One of these days I guess I should write about this stuff on my sadly out of date blog! But for now, I’ll just read yours and cook out of your divine book. Thanks for writing it!

  • I too love the text bookness of this book. I am trying to slow down on my book buying so I “tried” to avoid the purchase, I waited patiently – months in fact for the book to arrive in our local library. I was one of the first people in the hold line. I was so excited when I got the email saying it had arrived and would be held for one week. Bah, who were they kidding I raced over there that afternoon and then sat in the parking lot looking it over. I was not home 25 minutes before I sat down and ordered a copy. It had to be mine and now it is. I just love the stories and the intimate look at many things I have never heard of or seen preserved as well as all my favorites. Yes indeed it deserves a place on every canners bookshelf!

  • It is a little textbook-y. But I actually like that about it. It’s so solid. It’s also the first cookbook in a long time that I sat down and actually read cover to cover. I think that part of the reason that I find is so appealing is all of the extra information in it. A lot of the recipes I would make are close enough to recipes I already use that I don’t really need another source for them, but all of the other added info makes it invaluable-like the fact that fermenting foods tend to go murky. I would have dumped an entire gallon of pickles had I not read this book. it’s definitely got a place in my kitchen as a reference piece as well as just a gorgeous book.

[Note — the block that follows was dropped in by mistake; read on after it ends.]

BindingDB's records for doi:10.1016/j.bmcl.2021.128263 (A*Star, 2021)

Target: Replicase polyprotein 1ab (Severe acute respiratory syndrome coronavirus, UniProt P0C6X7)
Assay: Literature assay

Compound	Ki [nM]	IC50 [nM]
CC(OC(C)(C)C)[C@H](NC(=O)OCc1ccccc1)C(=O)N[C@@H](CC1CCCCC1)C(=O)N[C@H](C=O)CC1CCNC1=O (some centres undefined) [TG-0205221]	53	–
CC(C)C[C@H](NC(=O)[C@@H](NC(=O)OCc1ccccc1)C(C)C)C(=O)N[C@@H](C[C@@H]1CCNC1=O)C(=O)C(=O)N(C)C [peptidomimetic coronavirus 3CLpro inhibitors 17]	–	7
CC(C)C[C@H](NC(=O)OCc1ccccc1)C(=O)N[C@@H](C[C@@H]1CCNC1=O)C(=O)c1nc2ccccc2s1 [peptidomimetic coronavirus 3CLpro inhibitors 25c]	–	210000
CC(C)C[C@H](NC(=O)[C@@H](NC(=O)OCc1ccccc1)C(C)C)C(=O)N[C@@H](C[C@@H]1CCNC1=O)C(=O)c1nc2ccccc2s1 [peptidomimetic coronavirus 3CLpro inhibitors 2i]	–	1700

• My recipe source – my great grandmother’s recipe box and late 1800’s early 1900’s cookbooks – pricessless!!

  • Hello, I love this cookbook and the stories he shares along the way. I also had beloved grandparents who lived on a farm and grew a big garden. I have made several of Kevin’s recipes with success but have a question about the bread and butter pickles recipe on page 145. There appears to be an error where the ingredients list indicates 1 cup of water where the text says to dissolve the salt in 1 gallon of water. Big difference! Do you have any suggestions? I compared the recipe with others from Betty Crocker and Southern Living but hoped that someone had already asked my question.
    Thanks for your review. As a former college biology person, I especially like the text book feel, and thorough explanations, ha ha!

  • Thank you
    Although I certainly love your book I just happen to come across Saving the Season oddly from reading a decorating book!
    I’m truly enjoying his book.
    Kevins style is similar to a dear favorite of mine Laurie Colwin .. Home Cooking.
    Just made strawberry jam
    Looking forward to some peach preserves soon.

    1. I love Laurie Colwin’s work! Kevin’s book is wonderful. There’s plenty of space in the world for different cookbooks!